Was inclusive legal positivism founded on a mistake?

Ratio Juris 22 (3):326-338 (2009)
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Abstract

In this paper, I present a new argument against inclusive legal positivism. As I show, any theory which permits morality to be a condition on legality cannot account for a core feature of legal activity, namely, that it is an activity of social planning. If the aim of a legal institution is to guide the conduct of the community through plans, it would be self-defeating if the existence of these plans could only be determined through deliberation on the merits. I also argue that, insofar as inclusive legal positivism was developed as a response to Ronald Dworkin's critique of H. L. A. Hart's theory of law, it was founded on a mistake. For once we appreciate the role that planning plays in legal regulation, we will see that Dworkin's objection is based on a flawed conception of legal obligations and rights and hence does not present an objection that inclusive legal positivists were required to answer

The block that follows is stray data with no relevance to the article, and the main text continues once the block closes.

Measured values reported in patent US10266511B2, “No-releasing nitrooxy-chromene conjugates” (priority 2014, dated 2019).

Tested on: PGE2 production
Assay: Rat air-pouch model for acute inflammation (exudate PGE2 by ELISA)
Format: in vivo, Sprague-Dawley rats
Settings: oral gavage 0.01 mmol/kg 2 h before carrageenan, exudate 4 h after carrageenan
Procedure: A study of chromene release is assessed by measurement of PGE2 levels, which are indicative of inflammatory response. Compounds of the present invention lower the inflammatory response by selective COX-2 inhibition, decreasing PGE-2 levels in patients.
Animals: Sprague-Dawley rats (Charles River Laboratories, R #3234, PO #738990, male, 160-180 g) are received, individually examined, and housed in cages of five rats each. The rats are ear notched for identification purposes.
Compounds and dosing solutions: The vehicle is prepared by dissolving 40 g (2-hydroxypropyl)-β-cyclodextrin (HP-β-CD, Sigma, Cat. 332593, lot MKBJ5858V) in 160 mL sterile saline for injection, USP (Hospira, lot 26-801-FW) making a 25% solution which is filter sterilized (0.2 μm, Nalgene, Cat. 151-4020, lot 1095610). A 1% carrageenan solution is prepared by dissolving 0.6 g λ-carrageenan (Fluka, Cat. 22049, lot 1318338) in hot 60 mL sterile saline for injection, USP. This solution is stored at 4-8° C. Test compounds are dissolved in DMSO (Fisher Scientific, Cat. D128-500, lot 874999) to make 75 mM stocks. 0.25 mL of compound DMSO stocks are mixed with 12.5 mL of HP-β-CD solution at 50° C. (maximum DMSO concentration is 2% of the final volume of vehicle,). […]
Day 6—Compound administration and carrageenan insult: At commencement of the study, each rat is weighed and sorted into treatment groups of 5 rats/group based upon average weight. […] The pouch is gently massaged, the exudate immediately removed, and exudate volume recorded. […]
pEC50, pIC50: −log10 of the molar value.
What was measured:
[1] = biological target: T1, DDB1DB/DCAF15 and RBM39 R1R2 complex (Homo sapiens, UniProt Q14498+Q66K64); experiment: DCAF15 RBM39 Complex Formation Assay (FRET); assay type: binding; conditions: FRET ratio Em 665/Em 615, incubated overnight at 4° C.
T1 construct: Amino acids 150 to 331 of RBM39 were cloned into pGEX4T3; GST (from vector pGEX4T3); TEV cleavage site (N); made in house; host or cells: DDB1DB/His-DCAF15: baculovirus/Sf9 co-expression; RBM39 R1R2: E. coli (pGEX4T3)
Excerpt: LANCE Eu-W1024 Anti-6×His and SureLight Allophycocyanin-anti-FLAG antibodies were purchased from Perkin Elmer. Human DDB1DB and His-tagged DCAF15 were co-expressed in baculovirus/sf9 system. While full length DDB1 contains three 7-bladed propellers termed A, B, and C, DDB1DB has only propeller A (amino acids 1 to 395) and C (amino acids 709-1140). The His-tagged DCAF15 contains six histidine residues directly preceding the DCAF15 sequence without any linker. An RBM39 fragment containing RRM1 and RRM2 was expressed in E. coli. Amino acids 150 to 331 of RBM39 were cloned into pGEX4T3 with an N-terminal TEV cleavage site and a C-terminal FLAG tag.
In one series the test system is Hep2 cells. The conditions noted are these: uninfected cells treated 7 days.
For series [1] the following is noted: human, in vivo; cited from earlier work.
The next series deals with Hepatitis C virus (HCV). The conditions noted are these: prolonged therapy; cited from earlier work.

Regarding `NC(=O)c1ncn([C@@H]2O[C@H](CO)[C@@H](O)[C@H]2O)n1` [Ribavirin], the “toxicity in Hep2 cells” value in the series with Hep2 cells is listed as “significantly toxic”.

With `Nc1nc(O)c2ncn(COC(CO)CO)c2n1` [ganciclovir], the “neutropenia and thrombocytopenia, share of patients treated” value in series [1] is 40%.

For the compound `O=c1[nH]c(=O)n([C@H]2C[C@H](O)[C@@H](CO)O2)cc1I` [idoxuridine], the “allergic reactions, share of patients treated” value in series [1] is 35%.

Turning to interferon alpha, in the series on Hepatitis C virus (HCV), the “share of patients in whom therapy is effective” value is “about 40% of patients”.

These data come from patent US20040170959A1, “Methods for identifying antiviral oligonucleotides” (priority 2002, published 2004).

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References found in this work

Intention, plans, and practical reason.Michael Bratman - 1987 - Cambridge: Cambridge, MA: Harvard University Press.
The concept of law.Hla Hart - 1963 - New York: Oxford University Press.
Taking rights seriously.Ronald Dworkin (ed.) - 1977 - London: Duckworth.
The Concept of Law.Stuart M. Brown - 1963 - Philosophical Review 72 (2):250.

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